SCENES 4, 5, and 6. "Lucifer, fummoning seven distinct Spirits, commiffions them to act under the character of the feven mortal Sins, with the following names:

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ACT II. SCENE 1. "The Angels, to the number of fifteen, feparately fing the grandeur of God, and his munificence to Man.

SCENE 2." Adam and Eve, with Lurcone and Guliar watching unfeen.-Adam and Eve express their devotion to God fo fervently, that the evil Spirits, though invisible, are put to flight by their prayer.

SCENE 3. "The Serpent, Satan, Spirits.-The Serpent, or Lucifer, announces his defign of circumventing Woman. SCENE 4. "The Serpent, Spirits, and Volano.-Volano arrives from Hell, and declares that the confederate Powers of the abyss defigned to fend a goddess from the deep, entitled Vain Glory, to vanquish Man.

SCENE 5. "Vain Glory, drawn by a giant, Volano, the Serpent, Satan, and Spirits.-The Serpent welcomes Vain Glory as his confederate, then hides himself in the tree to watch and tempt Eve.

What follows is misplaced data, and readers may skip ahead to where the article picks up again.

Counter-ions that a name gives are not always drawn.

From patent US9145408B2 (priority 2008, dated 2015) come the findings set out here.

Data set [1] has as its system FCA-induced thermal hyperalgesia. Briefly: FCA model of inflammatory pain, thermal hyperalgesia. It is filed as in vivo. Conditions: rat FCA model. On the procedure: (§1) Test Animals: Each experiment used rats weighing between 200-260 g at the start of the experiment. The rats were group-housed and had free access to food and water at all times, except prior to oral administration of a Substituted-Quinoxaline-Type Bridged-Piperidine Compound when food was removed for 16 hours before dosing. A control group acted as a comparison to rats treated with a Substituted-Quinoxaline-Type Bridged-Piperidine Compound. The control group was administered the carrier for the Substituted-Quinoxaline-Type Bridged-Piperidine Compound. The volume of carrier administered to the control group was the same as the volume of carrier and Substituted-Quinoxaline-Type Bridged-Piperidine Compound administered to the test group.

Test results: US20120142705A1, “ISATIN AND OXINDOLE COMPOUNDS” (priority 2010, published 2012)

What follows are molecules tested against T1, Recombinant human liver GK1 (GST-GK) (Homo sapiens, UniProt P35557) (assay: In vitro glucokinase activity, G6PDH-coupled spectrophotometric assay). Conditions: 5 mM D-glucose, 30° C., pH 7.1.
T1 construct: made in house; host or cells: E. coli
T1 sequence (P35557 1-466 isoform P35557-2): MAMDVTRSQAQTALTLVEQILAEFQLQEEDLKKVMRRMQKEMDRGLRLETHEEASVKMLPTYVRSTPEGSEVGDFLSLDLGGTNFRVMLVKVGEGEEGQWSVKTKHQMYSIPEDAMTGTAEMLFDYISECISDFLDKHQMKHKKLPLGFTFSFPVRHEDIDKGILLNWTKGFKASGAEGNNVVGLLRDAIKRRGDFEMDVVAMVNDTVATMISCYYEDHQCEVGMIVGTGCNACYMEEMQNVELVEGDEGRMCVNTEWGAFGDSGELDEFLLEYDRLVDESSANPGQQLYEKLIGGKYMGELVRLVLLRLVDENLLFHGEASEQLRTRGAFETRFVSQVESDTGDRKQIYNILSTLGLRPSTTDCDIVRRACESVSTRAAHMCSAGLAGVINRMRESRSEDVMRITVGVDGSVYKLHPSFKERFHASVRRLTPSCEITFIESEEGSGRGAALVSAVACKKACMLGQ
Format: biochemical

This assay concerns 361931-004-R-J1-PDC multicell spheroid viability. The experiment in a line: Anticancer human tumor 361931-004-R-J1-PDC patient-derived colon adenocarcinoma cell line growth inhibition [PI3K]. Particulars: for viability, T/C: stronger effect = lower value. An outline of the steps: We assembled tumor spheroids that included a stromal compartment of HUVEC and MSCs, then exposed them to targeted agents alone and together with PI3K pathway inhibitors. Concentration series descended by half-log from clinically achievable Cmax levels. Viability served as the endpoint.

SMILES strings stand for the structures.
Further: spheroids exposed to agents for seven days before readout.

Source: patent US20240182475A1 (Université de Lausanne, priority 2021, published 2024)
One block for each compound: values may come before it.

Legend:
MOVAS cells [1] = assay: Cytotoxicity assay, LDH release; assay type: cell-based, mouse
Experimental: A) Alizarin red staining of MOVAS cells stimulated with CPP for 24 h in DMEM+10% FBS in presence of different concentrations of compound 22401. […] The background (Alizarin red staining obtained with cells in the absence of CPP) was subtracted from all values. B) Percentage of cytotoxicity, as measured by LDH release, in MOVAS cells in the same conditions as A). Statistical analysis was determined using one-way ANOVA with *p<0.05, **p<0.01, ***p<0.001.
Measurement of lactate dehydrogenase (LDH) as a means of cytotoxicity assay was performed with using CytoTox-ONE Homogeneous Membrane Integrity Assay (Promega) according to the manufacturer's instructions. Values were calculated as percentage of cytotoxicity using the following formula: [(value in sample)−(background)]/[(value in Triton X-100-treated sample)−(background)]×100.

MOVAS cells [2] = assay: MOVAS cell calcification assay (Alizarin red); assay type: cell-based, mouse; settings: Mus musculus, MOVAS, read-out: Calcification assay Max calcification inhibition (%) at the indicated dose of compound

SCENE 6. The Serpent and Vain Glory at first concealed; the Serpent difcovers himself to Eve, tempts and seduces her.-Vain Glory clofes the Act with expreffions of triumph.

ACT III. SCENE 1. "Adam and Eve.-After a dialogue of tenderness the produces the fruit.-Adam expreffes horrour, but at last yields to her temptation.-When both have tafted the fruit, they are overwhelmed with remorfe and terrour; they fly to conceal themfelves.

SCENE 2. "Volano proclaims the Fall of Man, and invites the Powers of darkness to rejoice, and pay their homage

to the Prince of Hell.

SCENE 3. Volano, Satan, chorus of Spirits, with enfigns of victory.-Expreffion of their joy.

SCENE 4. "Serpent, Vain Glory, Satan, and Spirits.The Serpent commands Canoro, a mufical Spirit, to sing his triumph, which is celebrated with fongs and dances in the 4th and 5th fcenes; the latter clofes with expreffions of horrour from the triumphant Demons, on the approach of God.

SCENE 6. "God the Father, Angels, Adam and Eve.God fummons and rebukes the finners, then leaves them, after pronouncing his malediction.

SCENE 7. "An Angel, Adam and Eve.-The Angel gives them rough fkins for clothing, and exhorts them to penitence.

SCENE 8. The Archangel Michael, Adam and Eve.→→ Michael drives them from Paradife with a fcourge of fire. Angels close the Act with a chorus, exciting the offenders to hope in repentance.